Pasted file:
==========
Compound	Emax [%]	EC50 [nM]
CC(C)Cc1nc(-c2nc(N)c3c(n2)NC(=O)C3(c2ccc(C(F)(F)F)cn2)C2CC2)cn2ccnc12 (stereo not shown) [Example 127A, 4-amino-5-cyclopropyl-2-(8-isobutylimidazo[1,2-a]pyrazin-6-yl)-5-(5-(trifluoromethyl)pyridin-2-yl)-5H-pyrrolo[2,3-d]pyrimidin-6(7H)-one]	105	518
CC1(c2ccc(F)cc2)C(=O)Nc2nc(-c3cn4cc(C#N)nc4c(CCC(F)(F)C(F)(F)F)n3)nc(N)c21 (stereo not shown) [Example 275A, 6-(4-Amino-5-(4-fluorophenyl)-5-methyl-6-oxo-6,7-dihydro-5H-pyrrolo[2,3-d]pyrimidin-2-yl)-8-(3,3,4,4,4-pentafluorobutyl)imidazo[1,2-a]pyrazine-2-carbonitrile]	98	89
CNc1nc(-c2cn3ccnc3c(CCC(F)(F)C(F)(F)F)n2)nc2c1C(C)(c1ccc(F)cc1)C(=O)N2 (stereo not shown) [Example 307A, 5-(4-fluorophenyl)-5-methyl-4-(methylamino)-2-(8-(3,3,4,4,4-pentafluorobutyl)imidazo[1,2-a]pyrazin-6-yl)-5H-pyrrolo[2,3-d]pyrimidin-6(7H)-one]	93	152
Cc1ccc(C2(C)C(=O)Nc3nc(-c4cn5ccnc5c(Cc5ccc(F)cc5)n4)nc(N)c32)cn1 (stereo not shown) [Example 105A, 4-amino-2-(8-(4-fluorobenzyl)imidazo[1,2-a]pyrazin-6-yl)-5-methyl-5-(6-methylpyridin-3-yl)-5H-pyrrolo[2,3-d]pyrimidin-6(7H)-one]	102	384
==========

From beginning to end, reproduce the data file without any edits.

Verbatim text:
Compound	Emax [%]	EC50 [nM]
CC(C)Cc1nc(-c2nc(N)c3c(n2)NC(=O)C3(c2ccc(C(F)(F)F)cn2)C2CC2)cn2ccnc12 (stereo not shown) [Example 127A, 4-amino-5-cyclopropyl-2-(8-isobutylimidazo[1,2-a]pyrazin-6-yl)-5-(5-(trifluoromethyl)pyridin-2-yl)-5H-pyrrolo[2,3-d]pyrimidin-6(7H)-one]	105	518
CC1(c2ccc(F)cc2)C(=O)Nc2nc(-c3cn4cc(C#N)nc4c(CCC(F)(F)C(F)(F)F)n3)nc(N)c21 (stereo not shown) [Example 275A, 6-(4-Amino-5-(4-fluorophenyl)-5-methyl-6-oxo-6,7-dihydro-5H-pyrrolo[2,3-d]pyrimidin-2-yl)-8-(3,3,4,4,4-pentafluorobutyl)imidazo[1,2-a]pyrazine-2-carbonitrile]	98	89
CNc1nc(-c2cn3ccnc3c(CCC(F)(F)C(F)(F)F)n2)nc2c1C(C)(c1ccc(F)cc1)C(=O)N2 (stereo not shown) [Example 307A, 5-(4-fluorophenyl)-5-methyl-4-(methylamino)-2-(8-(3,3,4,4,4-pentafluorobutyl)imidazo[1,2-a]pyrazin-6-yl)-5H-pyrrolo[2,3-d]pyrimidin-6(7H)-one]	93	152
Cc1ccc(C2(C)C(=O)Nc3nc(-c4cn5ccnc5c(Cc5ccc(F)cc5)n4)nc(N)c32)cn1 (stereo not shown) [Example 105A, 4-amino-2-(8-(4-fluorobenzyl)imidazo[1,2-a]pyrazin-6-yl)-5-methyl-5-(6-methylpyridin-3-yl)-5H-pyrrolo[2,3-d]pyrimidin-6(7H)-one]	102	384